Energy News Today

‘I thought we were an oil and gas state’: Solar developments in Louisiana draw

Two years ago, when regulators gave Entergy Louisiana the green light to buy power from a new utility-scale solar plant in West Baton Rouge Parish, the power company’s CEO hailed it as a win for customers and for the environment.

But the push to build solar plants in Louisiana has been drawing increasing scrutiny since then, mostly from farmers who fear being crowded out of land leases by solar companies with deeper pockets.

In recent months, several parishes have issued moratoriums on utility-scale solar projects. And some legislative leaders took aim at solar developments in the recently ended legislative session, asking the Louisiana Economic Development agency to halt property tax breaks for such projects.

Just about everyone involved hopes a bill passed by Sen. Bret Allain, R-Franklin, to require the state Department of Natural Resources craft regulations for utility-scale solar plants will help resolve the issues. Still, proponents of solar worry the pushback will have a chilling effect on the nascent but fast-growing industry.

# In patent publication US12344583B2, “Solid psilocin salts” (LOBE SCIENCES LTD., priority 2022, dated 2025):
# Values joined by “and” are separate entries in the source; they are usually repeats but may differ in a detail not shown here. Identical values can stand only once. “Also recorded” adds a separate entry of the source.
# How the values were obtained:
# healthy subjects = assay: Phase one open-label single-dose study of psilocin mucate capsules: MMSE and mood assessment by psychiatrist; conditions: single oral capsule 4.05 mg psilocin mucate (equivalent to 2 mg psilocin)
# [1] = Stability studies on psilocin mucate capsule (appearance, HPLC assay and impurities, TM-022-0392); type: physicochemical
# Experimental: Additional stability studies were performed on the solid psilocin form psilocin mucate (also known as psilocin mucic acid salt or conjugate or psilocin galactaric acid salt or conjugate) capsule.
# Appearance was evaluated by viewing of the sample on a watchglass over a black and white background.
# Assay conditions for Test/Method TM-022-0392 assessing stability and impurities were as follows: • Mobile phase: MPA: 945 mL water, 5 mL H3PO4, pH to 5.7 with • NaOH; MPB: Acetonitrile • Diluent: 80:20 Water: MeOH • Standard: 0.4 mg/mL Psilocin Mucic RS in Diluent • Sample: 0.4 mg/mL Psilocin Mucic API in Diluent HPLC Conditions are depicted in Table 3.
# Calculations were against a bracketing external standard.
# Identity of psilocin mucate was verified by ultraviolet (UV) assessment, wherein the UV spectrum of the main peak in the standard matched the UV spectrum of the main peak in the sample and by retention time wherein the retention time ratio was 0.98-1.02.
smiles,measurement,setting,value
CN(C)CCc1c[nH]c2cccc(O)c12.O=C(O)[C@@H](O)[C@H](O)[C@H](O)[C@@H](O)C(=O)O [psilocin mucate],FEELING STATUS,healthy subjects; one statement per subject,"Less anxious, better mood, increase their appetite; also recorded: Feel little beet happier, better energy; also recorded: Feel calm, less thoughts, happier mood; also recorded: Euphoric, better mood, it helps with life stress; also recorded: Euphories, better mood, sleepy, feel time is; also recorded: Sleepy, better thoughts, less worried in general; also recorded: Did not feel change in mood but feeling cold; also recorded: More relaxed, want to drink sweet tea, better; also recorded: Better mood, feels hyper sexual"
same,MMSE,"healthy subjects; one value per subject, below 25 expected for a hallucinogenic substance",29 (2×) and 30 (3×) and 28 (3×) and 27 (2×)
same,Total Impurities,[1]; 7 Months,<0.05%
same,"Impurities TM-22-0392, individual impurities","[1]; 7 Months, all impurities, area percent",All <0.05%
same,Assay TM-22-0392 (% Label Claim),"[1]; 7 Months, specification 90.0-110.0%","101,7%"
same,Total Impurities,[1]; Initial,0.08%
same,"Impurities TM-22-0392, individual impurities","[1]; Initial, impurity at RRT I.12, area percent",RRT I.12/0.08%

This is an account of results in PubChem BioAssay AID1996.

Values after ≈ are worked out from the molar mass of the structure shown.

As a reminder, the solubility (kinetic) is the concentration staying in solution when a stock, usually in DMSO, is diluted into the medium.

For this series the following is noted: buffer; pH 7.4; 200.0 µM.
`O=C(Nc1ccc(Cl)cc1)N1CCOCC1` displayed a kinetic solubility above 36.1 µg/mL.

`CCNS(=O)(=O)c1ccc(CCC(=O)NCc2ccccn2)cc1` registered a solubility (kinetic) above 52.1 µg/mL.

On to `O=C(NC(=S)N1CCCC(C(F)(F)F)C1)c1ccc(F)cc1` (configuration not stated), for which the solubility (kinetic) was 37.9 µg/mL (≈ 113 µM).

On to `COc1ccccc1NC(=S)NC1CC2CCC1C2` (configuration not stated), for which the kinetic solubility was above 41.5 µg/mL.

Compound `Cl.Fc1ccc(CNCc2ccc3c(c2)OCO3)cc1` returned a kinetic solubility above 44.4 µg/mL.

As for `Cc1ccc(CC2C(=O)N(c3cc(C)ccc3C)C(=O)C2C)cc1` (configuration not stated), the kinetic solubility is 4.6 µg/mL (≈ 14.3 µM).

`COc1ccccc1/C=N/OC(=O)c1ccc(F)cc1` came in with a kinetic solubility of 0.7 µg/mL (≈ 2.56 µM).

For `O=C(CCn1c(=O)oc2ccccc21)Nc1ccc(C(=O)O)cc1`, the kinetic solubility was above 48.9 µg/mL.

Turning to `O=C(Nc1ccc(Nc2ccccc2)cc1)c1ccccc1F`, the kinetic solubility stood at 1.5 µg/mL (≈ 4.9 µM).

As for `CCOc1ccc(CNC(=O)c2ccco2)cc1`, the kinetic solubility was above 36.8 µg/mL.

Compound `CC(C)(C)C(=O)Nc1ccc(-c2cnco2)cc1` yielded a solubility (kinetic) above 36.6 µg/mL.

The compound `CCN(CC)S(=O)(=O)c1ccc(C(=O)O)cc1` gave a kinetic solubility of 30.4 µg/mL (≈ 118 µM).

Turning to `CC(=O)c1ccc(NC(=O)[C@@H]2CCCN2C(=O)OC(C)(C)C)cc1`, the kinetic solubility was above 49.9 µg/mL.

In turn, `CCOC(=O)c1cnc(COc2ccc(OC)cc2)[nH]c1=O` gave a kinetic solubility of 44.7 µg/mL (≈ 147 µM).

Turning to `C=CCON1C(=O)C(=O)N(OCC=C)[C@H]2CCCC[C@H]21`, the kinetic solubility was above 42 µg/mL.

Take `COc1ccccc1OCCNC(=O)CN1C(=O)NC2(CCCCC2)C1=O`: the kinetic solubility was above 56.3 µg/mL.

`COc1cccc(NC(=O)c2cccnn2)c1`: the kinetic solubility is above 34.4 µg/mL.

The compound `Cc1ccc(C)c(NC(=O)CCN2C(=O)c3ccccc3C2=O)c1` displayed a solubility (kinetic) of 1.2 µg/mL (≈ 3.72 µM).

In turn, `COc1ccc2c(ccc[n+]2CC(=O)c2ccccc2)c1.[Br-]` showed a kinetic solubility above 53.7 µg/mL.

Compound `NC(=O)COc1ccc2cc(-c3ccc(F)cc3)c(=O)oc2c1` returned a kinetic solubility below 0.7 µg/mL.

It’s unclear exactly what impact the resolutions passed by lawmakers will have in the meantime. House Speaker Clay Schexnayder, R-Gonzales, sponsored a resolution that asks the Louisiana Economic Development agency, called LED, to halt tax incentives for solar projects through the state’s Industrial Tax Exemption Program until next summer.

Anya Hudnall, a spokesperson for LED, said the agency will “begin discussions on the extent of the potential impact” and let the Board of Commerce and Industry, which votes on industrial tax breaks, review it.

“LED and Gov. (John Bel) Edwards are generally supportive of and encourage and invite renewable energy investments in our state as we work to reduce greenhouse gas emissions with full recognition that Louisiana is on the frontlines of climate change,” Hudnall said.

Senate President Pro Tem Beth Mizell, R-Franklinton, passed another resolution calling for a public hearing, which is tentatively scheduled for June 29, where farmers and others concerned about solar developments can air their grievances.

Mizell, who didn’t respond to requests for comment, said during the debate over the issue in the Legislature that farmers in her area of…

Read More: ‘I thought we were an oil and gas state’: Solar developments in Louisiana draw

2021-06-19 17:00:00

This website uses cookies to improve your experience. We'll assume you're ok with this, but you can opt-out if you wish. Accept Read More

Privacy & Cookies Policy
%d bloggers like this: